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EFFECT OF REPEATED FUNCTION ALLOCATION AND RELIABILITY ON AUTOMATION INDUCED MONITORING INEFFICIENCY

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Date Issued:
2007
Abstract/Description:
The purpose of this study is to extend previous findings of Mouloua, Parasuraman, and Molloy (1993), Parasuraman, Mouloua, and Molloy (1996), Hilburn, Parasuraman, and Mouloua (1996), and Oakley, Mouloua, and Hancock (2003) by: 1) examining the effect of repeated adaptive function allocation to manual control of minimal length (5 minutes) to reduce of human error and minimize workload; 2) explore the placement or timing of adaptive function allocation intervals (approximately 20 minutes of automation control to reduce the human operators' monitoring decrement between intervals, maintain adaptive recovery performance levels, and improve response times); 3) examine different levels of automation reliability (30%, 60%, and 90% reliable); 4) explore factors that may be manipulated to reduce automation-induced monitoring inefficiency, increase detection of automation malfunctions, improve situation awareness, reduce response/reaction times, and reduce workload in a simulated complex aviation system. The study was a 2 (non-adaptive control vs. adaptive group) x 3 (30%, 60%, and 90% automation reliability condition) x 4 (repeated 25 minute session) mixed factorial design. Fifty-four undergraduate participants' (i.e., 27 participants per group; 9 participants per condition; at least 18 yrs. of age) percentage of detected malfunctions, response times, and subjective workload were gathered from the Multi-Attribute Task Battery and the NASA TLX. Results indicated a significant improvement in detection of malfunctions and response times during adaptive-function allocation to manual control but without adaptive recovery. There was a significant effect for workload found between baseline measures and experimental sessions by group in the first session but not across experimental sessions. Theoretical and practical implications, limitations and future research are discussed.
Title: EFFECT OF REPEATED FUNCTION ALLOCATION AND RELIABILITY ON AUTOMATION INDUCED MONITORING INEFFICIENCY.
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Name(s): Jones, Lauriann, Author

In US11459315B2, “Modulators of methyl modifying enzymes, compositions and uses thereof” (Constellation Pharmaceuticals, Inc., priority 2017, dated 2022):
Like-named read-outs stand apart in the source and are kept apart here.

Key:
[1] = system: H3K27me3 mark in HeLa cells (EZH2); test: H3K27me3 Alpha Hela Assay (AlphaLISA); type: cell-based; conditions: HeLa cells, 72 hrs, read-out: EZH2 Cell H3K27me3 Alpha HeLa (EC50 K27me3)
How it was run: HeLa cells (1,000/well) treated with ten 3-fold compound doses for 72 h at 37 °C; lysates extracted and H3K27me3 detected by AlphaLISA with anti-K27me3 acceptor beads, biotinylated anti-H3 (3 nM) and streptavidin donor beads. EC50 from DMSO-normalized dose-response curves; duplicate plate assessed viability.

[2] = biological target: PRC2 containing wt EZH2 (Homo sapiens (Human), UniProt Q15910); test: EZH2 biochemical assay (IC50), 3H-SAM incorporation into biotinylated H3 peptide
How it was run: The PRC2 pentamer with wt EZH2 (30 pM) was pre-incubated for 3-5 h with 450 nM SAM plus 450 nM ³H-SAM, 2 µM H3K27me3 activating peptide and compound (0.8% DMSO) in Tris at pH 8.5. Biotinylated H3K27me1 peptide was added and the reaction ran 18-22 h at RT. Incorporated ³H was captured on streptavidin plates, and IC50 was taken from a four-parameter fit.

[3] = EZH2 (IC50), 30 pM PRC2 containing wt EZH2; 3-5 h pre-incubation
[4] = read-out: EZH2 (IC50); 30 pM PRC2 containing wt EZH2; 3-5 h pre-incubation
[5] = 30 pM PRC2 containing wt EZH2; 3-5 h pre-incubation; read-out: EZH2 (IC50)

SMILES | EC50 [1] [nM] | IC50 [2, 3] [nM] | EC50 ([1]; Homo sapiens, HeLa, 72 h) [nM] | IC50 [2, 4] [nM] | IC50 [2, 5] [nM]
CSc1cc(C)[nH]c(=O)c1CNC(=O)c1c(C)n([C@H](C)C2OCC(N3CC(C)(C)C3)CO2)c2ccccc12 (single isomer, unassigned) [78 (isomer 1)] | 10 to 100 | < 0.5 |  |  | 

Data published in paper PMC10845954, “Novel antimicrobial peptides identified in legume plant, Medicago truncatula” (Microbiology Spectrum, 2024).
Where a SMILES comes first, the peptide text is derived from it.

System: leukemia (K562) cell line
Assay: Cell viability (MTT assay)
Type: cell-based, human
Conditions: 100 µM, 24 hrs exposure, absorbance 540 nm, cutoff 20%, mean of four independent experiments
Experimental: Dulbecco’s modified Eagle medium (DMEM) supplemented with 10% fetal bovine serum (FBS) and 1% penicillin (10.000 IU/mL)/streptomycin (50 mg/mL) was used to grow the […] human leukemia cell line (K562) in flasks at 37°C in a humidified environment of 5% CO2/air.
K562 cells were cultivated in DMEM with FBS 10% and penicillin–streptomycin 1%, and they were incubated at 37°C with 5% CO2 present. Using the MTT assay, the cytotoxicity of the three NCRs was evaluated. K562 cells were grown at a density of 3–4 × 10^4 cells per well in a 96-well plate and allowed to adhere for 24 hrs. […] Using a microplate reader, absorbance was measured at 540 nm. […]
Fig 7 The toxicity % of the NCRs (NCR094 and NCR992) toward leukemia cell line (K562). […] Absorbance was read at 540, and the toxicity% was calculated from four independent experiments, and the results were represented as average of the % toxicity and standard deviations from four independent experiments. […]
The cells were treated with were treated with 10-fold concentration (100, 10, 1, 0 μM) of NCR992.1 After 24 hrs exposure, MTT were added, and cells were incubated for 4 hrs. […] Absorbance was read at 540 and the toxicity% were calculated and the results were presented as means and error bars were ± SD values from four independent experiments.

Mouloua, Mustapha, Committee Chair
University of Central Florida, Degree Grantor
Type of Resource: text
Date Issued: 2007
Publisher: University of Central Florida
Language(s): English
Abstract/Description: The purpose of this study is to extend previous findings of Mouloua, Parasuraman, and Molloy (1993), Parasuraman, Mouloua, and Molloy (1996), Hilburn, Parasuraman, and Mouloua (1996), and Oakley, Mouloua, and Hancock (2003) by: 1) examining the effect of repeated adaptive function allocation to manual control of minimal length (5 minutes) to reduce of human error and minimize workload; 2) explore the placement or timing of adaptive function allocation intervals (approximately 20 minutes of automation control to reduce the human operators' monitoring decrement between intervals, maintain adaptive recovery performance levels, and improve response times); 3) examine different levels of automation reliability (30%, 60%, and 90% reliable); 4) explore factors that may be manipulated to reduce automation-induced monitoring inefficiency, increase detection of automation malfunctions, improve situation awareness, reduce response/reaction times, and reduce workload in a simulated complex aviation system. The study was a 2 (non-adaptive control vs. adaptive group) x 3 (30%, 60%, and 90% automation reliability condition) x 4 (repeated 25 minute session) mixed factorial design. Fifty-four undergraduate participants' (i.e., 27 participants per group; 9 participants per condition; at least 18 yrs. of age) percentage of detected malfunctions, response times, and subjective workload were gathered from the Multi-Attribute Task Battery and the NASA TLX. Results indicated a significant improvement in detection of malfunctions and response times during adaptive-function allocation to manual control but without adaptive recovery. There was a significant effect for workload found between baseline measures and experimental sessions by group in the first session but not across experimental sessions. Theoretical and practical implications, limitations and future research are discussed.
Identifier: CFE0001874 (IID), ucf:47387 (fedora)
Note(s): 2007-12-01
Ph.D.
Sciences, Department of Psychology
Doctorate
This record was generated from author submitted information.
Subject(s): adptive function allocation
automation
reliability
performance
response time
workload
Persistent Link to This Record: http://purl.flvc.org/ucf/fd/CFE0001874
Restrictions on Access: public
Host Institution: UCF

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